Journey from Powerlessness to Empowerment in Alice Walker’s Meridian

Authors

  • Suraya Jan Ph.D. Scholar, Department of English Central University of Kashmir, Kashmir, India,Central University of Kashmir image/svg+xml

Keywords:

African American, Empowerment, Meridian, Black, Civil Rights Movement

Abstract

The paper aims at exhibiting how Alice Walker empowers the oppressed women of her community and depicts their liberation from oppression and marginalisation in her novel, Meridian. African-American women belong to the excluded community and are endangered by the evils of racism, sexism, and classicism. Meridian Hill, the protagonist breaks the stereotypes and participates in the Civil Rights Movement, thus transcending the barriers of gender to achieve individual autonomy, self-reliance, and self-realization. She struggles to change the oppressive nature of her society in order to ensure a complete development of the people of her community, especially the black women. Besides the themes of racism, sexism, classism, religion, slavery, and segregation, African-American literature explores the ideas of equality, empowerment, and freedom which were long denied to the black people in white America. The novel depicts the triumph and empowerment of black women through the character of Meridian Hill.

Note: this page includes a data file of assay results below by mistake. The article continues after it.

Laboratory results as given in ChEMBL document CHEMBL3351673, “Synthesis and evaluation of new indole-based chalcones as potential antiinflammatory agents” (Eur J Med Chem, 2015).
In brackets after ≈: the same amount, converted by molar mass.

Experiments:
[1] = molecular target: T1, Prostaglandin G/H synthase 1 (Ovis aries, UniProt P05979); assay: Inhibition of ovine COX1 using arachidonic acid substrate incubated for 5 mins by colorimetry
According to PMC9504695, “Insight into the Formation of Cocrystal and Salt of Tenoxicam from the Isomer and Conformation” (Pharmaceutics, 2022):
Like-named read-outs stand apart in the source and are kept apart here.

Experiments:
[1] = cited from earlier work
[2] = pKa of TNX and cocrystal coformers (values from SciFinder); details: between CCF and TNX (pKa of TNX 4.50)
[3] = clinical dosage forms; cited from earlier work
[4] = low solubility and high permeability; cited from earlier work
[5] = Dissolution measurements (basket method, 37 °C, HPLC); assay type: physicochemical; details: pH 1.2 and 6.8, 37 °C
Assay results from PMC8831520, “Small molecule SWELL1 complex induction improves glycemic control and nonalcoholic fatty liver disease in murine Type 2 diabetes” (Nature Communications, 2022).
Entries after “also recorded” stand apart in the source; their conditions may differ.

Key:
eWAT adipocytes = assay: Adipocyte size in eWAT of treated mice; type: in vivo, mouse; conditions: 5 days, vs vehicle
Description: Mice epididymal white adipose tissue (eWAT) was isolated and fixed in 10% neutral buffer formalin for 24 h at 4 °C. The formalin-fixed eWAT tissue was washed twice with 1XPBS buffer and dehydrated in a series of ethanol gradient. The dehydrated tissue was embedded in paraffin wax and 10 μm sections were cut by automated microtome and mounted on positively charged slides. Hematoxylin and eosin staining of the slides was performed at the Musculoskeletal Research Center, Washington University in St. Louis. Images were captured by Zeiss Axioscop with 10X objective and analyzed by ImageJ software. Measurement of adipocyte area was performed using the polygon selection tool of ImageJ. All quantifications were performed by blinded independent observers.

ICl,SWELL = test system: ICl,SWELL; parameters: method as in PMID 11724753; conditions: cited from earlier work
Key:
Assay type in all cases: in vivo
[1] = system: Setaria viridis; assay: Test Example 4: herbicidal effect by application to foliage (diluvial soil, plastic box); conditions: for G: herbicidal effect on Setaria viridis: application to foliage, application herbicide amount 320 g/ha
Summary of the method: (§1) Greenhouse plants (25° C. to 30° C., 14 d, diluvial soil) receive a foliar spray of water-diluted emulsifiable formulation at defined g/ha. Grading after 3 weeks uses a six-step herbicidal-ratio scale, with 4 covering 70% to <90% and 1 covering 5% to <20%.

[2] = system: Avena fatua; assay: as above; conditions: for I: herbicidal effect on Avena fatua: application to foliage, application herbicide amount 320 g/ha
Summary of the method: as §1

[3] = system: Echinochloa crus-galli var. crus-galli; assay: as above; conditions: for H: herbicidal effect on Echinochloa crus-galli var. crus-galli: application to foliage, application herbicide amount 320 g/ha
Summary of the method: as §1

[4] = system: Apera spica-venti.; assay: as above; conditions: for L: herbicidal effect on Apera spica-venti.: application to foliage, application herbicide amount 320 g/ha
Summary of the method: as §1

References

Bates, Gerri. Alice Walker: A Critical Companion. Greenwood Press, 2005.

Deborah K. “Multiple Jeopardy, Multiple Consciousness: The Context of a Black Feminist Ideology.” Signs, vol. 14, no.1, 1988, pp. 42-72.

Stein, Karen F. "Meridian: Alice Walker's Critique of Revolution," Black American Literature Forum, vol.20, Spring-Summer 1986, pp. 129- 141.

Walker, Alice. Meridian. Phoenix, 2004.

---. In Search of Our Mothers’ Gardens: Womanist Prose. The Women’s Press, 1984.

Downloads

Published

2019-08-31

How to Cite

Suraya Jan. (2019). Journey from Powerlessness to Empowerment in Alice Walker’s Meridian. The Creative Launcher, 4(3), 70–75. Retrieved from https://www.thecreativelauncher.com/index.php/tcl/article/view/280